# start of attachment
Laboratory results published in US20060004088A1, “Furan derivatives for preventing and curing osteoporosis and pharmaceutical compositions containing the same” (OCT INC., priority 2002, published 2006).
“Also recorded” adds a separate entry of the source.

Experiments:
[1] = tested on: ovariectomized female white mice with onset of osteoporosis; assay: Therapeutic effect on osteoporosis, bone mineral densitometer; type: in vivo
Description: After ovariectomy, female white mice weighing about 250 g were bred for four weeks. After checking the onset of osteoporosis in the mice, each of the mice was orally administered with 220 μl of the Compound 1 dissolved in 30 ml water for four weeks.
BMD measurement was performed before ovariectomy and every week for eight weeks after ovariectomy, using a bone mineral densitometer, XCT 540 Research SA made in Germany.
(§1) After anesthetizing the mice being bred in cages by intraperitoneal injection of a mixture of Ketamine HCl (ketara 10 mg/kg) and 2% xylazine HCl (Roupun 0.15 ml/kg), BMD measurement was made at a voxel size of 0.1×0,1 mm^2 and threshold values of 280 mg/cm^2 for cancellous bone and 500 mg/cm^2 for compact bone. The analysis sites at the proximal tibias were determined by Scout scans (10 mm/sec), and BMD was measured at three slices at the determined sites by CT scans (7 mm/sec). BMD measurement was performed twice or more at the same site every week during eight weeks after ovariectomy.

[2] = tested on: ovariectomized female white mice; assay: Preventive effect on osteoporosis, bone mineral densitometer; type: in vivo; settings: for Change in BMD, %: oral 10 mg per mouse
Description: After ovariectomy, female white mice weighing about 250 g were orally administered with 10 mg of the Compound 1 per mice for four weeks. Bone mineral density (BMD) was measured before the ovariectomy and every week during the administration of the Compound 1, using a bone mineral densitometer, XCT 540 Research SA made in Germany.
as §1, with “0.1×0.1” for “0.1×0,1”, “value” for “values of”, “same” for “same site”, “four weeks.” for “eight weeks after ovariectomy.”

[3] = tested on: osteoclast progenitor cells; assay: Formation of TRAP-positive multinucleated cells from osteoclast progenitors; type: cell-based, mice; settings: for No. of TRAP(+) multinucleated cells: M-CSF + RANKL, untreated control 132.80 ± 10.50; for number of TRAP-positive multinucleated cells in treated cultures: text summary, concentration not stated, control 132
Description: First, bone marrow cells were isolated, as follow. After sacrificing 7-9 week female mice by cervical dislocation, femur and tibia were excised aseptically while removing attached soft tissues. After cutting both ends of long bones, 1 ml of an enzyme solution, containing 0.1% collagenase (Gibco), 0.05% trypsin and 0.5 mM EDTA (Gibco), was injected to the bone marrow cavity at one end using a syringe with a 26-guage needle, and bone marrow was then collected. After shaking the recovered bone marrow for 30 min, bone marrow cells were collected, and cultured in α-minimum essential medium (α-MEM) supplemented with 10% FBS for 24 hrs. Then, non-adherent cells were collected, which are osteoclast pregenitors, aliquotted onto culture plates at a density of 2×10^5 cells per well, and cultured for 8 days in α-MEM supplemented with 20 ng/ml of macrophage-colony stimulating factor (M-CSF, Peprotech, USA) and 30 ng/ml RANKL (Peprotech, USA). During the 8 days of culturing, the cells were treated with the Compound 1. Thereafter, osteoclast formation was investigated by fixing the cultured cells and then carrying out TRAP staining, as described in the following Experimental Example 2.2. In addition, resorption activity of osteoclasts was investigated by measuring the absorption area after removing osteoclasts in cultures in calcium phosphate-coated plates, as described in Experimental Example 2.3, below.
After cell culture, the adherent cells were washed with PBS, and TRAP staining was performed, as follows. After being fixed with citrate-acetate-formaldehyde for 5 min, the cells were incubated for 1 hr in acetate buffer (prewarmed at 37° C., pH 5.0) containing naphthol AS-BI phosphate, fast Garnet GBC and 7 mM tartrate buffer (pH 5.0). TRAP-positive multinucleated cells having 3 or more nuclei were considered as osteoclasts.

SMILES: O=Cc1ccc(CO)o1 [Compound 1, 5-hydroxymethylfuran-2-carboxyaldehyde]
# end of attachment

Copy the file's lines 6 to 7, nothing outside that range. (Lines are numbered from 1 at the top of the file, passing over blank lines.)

BMD measurement was performed before ovariectomy and every week for eight weeks after ovariectomy, using a bone mineral densitometer, XCT 540 Research SA made in Germany.
(§1) After anesthetizing the mice being bred in cages by intraperitoneal injection of a mixture of Ketamine HCl (ketara 10 mg/kg) and 2% xylazine HCl (Roupun 0.15 ml/kg), BMD measurement was made at a voxel size of 0.1×0,1 mm^2 and threshold values of 280 mg/cm^2 for cancellous bone and 500 mg/cm^2 for compact bone. The analysis sites at the proximal tibias were determined by Scout scans (10 mm/sec), and BMD was measured at three slices at the determined sites by CT scans (7 mm/sec). BMD measurement was performed twice or more at the same site every week during eight weeks after ovariectomy.